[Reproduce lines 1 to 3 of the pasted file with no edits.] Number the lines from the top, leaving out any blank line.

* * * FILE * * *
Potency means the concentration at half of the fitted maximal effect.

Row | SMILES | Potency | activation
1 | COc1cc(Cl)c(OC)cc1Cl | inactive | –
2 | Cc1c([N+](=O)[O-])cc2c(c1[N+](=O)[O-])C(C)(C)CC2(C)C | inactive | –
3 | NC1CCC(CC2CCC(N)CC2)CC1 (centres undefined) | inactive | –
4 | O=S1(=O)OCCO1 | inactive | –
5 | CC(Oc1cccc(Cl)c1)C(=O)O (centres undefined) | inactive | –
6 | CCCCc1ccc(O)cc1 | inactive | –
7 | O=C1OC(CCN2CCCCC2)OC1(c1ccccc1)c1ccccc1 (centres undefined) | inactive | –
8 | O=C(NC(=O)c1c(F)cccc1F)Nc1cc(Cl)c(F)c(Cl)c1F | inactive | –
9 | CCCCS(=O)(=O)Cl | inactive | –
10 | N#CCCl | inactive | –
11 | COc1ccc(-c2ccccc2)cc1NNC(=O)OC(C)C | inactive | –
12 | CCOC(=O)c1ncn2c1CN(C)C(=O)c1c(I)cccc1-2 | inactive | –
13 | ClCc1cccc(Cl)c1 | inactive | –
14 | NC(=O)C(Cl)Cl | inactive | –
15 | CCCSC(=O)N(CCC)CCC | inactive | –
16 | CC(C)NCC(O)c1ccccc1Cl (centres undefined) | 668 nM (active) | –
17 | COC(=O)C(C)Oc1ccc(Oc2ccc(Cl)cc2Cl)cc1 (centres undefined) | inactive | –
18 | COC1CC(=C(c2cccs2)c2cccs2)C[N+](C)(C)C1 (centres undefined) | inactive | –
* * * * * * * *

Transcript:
Potency means the concentration at half of the fitted maximal effect.

Row | SMILES | Potency | activation
1 | COc1cc(Cl)c(OC)cc1Cl | inactive | –